A Case 1150M dozer equipped with a root rake pushed the trees and stumps into piles, shaking lose root ball dirt in the process. Extra care was taken to eliminate as much dirt as possible before grinding, as Williams strives for quality as well as speed and efficiency in every stage of the process.

A Case 250 equipped with a Rockland stump splitter split the stumps into sizes that could more easily be handled by the Bandit horizontal grinder.

For the stumping operation, the Case 250 was strong enough to efficiently split the stumps, while its maneuverability allowed Williams' crews to nimbly move between the growing stump piles.

After the material was ground, a final team loaded it onto trucks, again using the Case 300s and Werk-Brau buckets. Whether loading material into off-road trucks for transport around the site or into dump trailers headed to a boiler facility or mulch yard, the buckets are engineered with tapered edges which reduce wear on the sides and allow for easier dumping.

From stumping to grinding, the Case equipment and Werk-Brau attachments kept the process moving along smoothly.

Williams has noticed the heavy duty build of the Werk-Brau equipment on site. Previous buckets he's used have cracked during use, but the Werk-Brau buckets haven't developed any signs of premature wear and tear.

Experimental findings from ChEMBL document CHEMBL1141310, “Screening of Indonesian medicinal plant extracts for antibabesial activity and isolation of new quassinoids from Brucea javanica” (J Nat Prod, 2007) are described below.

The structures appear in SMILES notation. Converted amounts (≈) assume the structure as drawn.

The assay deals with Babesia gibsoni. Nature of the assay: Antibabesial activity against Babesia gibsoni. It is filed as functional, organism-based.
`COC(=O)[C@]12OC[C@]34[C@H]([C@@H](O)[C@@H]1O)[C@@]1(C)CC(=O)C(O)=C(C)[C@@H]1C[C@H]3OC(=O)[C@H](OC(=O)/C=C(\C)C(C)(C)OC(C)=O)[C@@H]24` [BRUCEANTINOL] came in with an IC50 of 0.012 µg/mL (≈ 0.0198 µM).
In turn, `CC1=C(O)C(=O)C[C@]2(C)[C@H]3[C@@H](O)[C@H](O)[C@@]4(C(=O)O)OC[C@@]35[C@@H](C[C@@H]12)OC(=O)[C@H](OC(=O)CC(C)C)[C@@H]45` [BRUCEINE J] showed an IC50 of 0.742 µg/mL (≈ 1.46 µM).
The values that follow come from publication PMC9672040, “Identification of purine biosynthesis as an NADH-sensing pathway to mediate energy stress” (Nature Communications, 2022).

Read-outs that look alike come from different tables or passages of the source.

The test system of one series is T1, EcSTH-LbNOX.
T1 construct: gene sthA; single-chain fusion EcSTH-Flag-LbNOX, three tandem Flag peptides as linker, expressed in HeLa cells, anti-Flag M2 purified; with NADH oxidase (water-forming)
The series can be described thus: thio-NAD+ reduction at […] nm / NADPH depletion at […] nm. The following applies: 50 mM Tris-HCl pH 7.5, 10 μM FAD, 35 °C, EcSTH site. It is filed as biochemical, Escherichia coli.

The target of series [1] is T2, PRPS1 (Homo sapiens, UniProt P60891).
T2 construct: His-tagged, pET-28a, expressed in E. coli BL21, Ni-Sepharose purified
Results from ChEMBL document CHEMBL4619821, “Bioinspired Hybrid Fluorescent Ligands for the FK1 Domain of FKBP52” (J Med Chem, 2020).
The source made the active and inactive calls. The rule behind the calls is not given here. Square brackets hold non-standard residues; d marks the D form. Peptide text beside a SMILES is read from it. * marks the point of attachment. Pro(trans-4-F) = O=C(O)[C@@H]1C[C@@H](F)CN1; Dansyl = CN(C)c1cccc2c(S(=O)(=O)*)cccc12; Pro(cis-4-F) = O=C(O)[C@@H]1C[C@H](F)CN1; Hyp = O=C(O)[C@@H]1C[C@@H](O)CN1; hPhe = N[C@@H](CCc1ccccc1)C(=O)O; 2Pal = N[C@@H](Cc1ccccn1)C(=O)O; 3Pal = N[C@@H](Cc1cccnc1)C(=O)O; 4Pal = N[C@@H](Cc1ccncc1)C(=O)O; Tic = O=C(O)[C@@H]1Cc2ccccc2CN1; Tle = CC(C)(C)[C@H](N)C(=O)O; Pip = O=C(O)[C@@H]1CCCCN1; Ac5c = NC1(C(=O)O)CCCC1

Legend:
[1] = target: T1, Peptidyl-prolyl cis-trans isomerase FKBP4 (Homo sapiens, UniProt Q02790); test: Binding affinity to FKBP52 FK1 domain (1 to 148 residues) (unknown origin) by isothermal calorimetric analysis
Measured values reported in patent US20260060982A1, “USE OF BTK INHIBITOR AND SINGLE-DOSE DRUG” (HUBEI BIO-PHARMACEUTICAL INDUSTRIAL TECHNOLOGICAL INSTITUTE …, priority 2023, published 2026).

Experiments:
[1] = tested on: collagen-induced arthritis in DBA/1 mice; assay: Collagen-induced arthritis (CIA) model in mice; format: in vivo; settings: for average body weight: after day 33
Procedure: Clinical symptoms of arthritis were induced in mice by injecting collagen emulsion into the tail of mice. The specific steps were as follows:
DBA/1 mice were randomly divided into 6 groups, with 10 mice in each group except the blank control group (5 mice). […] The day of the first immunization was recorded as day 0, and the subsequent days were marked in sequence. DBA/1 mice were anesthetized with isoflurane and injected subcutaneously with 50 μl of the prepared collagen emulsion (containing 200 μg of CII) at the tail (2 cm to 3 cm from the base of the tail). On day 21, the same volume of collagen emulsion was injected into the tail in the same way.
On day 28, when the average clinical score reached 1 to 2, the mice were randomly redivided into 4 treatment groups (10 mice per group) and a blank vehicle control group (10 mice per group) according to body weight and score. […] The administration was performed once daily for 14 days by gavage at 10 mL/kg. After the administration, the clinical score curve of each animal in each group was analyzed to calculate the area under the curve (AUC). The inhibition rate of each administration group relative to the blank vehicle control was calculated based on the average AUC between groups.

In addition to the durability of the Werk-Brau buckets, Williams has come to rely on their size. Their 2-cu. yd. capacity allows them to efficiently handle every task. On the job site, the buckets are in constant use, grubbing, loading, piling and pushing. By using one bucket for all these uses, Williams' teams are more efficient. Instead of replacing attachments for each phase of the process and hauling around a slew of buckets, operators can move seamlessly from one task to the next.

"It means the work never stops," Williams said.

He added that that if a bucket were to crack on site, he couldn't repair it. Instead, a cracked bucket meant a costly repair: both in terms of replacing the equipment and the production down time to purchase and re-attach a new bucket.

Williams started using the Werk-Brau attachments because they were recommended by his local Case dealer, Hills Machinery. When he saw how the heavy-duty buckets held up on site, he was sold, and kept buying Werk-Brau buckets as his fleet grew.

Williams also relies on Hills Machinery to keep his equipment operating at peak capacity. They provide the local service for his Case ProCare service plan, which includes full-machine factory warranties, planned maintenance contracts and on-site maintenance.

"We thrive off of getting the job done and getting it done fast so it's cost efficient for the customer," Williams explained, adding that the 25-acre James Grove subdivision was logged, grubbed, stumped and cleared in four weeks.

With the Case equipment and the Werk-Brau heavy duty excavator buckets, Williams has a combo that will keep getting the job done and done fast. Due to the durability and dependability of the Werk-Brau buckets, Williams is sure to be thriving and keeping customers happy for quite a while.